1
$\begingroup$

I have the Compound Poisson distribution $$ \xi = \sum_{n=1}^N X_n $$ where N has Poisson ($\lambda$) distribution and $X_i$ are independent and identically distributed and have normal distribution. I need to calculate the theoretical probability (for fixed numbers $x_i$ and $x_{i+1}$) of $$P(\xi\in[x_i,x_{i+1}])$$ According to this question, Compound Poisson distribution have no density because it isn't cumulative distibution. It means, I can't take definite integral from density... Please, help, how can this probability be calculated?

P.S. Sorry for my English.

$\endgroup$
3
  • $\begingroup$ This probability is going to be a random variable. Is that what you are really after? $\endgroup$
    – Learner
    Apr 15, 2013 at 14:32
  • $\begingroup$ Why? Isn't it a fixed number for fixed $x_i$ and $x_{i+1}$? $\endgroup$ Apr 15, 2013 at 14:36
  • $\begingroup$ Now that you modified the question, it is no longer random. $\endgroup$
    – Learner
    Apr 15, 2013 at 14:42

1 Answer 1

3
$\begingroup$

Let's say that the $X_i$ are normal $N \left( \mu, \sigma^2 \right)$ and $N$ has a truncated Poisson distribuiton. Then, for $n>0$ fixed, $\sum_{i = 1}^n X_i$ is $N \left( \mu n, \sigma^2 n \right)$. Let $\Phi_{\mu m, \sigma^2 n}$ be its CDF, then, for $a$ and $b$ fixed \begin{eqnarray*} \Pr \left\{ \xi \in \left[ a, b \right] \right\} & = & E_N \left[ \text{Pr}\{\xi \in \left[ a, b \right]\} |N = n \right]\\ & = & \frac{ \mathrm{e}^{- \lambda}}{1-\mathrm{e}^{- \lambda}} \sum_{n = 1}^{\infty} \frac{\lambda^n}{n!} \left[ \Phi_{\mu n, \sigma^2 n} \left( b \right) - \Phi_{\mu n, \sigma^2 n} \left( a \right) \right] \end{eqnarray*}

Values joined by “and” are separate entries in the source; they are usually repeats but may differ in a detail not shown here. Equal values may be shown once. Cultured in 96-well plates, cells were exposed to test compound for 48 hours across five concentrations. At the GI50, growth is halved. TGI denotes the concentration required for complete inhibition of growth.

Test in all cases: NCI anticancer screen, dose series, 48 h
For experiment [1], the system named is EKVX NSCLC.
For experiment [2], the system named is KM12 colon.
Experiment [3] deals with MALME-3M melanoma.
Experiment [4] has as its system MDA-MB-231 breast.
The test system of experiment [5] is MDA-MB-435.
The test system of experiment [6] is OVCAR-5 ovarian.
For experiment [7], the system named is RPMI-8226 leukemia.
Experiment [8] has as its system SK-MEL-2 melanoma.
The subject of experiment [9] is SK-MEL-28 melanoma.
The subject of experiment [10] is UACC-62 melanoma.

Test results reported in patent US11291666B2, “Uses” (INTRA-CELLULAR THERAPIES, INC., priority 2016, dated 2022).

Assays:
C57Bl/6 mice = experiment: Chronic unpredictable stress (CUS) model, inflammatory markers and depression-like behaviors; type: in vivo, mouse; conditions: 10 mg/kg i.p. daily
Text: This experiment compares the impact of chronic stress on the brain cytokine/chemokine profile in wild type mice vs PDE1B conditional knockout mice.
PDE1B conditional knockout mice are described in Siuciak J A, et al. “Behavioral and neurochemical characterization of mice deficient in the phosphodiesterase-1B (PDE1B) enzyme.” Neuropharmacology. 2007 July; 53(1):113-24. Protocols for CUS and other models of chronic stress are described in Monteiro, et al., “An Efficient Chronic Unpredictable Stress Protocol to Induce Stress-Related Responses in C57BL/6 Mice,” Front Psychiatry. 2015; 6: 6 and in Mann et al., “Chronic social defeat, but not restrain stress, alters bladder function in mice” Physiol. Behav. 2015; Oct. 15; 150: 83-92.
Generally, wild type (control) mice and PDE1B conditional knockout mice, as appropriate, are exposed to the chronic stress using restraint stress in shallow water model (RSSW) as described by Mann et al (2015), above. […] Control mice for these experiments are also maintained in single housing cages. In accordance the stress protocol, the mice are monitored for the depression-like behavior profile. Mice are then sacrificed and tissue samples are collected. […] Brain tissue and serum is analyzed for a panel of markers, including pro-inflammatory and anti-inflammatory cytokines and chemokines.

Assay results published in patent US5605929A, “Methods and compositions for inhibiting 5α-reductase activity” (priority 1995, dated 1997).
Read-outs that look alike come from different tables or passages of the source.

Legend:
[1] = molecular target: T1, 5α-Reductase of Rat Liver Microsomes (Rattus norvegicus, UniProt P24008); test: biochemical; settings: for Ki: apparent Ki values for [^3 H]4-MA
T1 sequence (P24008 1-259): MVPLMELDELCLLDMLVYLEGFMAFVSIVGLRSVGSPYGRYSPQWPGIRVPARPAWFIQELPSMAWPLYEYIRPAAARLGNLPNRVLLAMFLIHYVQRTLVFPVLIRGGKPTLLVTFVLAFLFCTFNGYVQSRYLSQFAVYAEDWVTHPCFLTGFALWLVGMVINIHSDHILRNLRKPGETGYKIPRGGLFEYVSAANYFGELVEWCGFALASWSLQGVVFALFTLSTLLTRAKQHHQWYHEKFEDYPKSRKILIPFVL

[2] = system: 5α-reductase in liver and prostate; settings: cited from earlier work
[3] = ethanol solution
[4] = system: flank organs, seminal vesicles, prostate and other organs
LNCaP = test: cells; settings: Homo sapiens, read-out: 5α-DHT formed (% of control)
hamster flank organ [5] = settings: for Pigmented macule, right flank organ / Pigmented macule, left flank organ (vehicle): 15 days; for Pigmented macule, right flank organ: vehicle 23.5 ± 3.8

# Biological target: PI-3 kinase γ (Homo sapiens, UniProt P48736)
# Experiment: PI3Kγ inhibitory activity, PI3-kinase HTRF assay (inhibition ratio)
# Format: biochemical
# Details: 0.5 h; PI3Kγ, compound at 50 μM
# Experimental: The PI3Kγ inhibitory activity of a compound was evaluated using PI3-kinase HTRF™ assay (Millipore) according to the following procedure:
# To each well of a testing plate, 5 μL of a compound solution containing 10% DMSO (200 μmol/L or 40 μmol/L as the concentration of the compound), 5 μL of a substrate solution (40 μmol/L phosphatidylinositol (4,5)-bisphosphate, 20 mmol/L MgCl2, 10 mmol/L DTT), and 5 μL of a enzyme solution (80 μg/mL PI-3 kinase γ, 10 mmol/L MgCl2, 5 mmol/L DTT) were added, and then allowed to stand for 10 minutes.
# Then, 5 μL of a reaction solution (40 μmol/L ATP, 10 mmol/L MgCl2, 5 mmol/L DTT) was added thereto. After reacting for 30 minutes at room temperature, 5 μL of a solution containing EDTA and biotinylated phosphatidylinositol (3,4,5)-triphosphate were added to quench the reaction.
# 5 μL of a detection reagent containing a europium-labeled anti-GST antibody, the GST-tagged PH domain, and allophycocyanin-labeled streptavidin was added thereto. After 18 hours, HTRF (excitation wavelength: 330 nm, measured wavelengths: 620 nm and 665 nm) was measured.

If $N=0$ with positive probability (and thus N is just a Poisson random variable), then $\xi$ will have a mass at 0 with positive probability and thus the probability that $\xi$ falls in set $A$ is given by \begin{eqnarray*} \Pr \left[ \xi \in A \right] & = & \mathrm{e}^{- \lambda} 1 \left( 0 \in A \right) + \mathrm{e}^{- \lambda} \sum_{n = 1}^{\infty} \frac{\lambda^n}{n!} \int_A \phi_{\mu n, \sigma^2 n} \left( x \right) \mathrm{d} x \end{eqnarray*} where $\phi_{\mu m, \sigma^2 n}$ are the densities of $N \left( \mu n, \sigma^2 n \right)$ random variables.

$\endgroup$
3
  • $\begingroup$ Thanks. But if consider a=-infinity we get CDF for this random variable. And if I try to take derivative by $b$ I get (un)expected result: this series and series of derivatives converges uniformly on $x\in R$ and all functions are continuous => there are exists continuous function "density of probability" which is derivative of CDF. But it contradicts the question I posted link to. Where are an error? $\endgroup$ Apr 15, 2013 at 16:14
  • $\begingroup$ Hmm.. Frankly speaking, I don't understand your comment.. Can you explain it more in details? $\endgroup$ Apr 15, 2013 at 16:36
  • $\begingroup$ See edited answer. $\endgroup$
    – Learner
    Apr 15, 2013 at 16:43

You must log in to answer this question.

Not the answer you're looking for? Browse other questions tagged .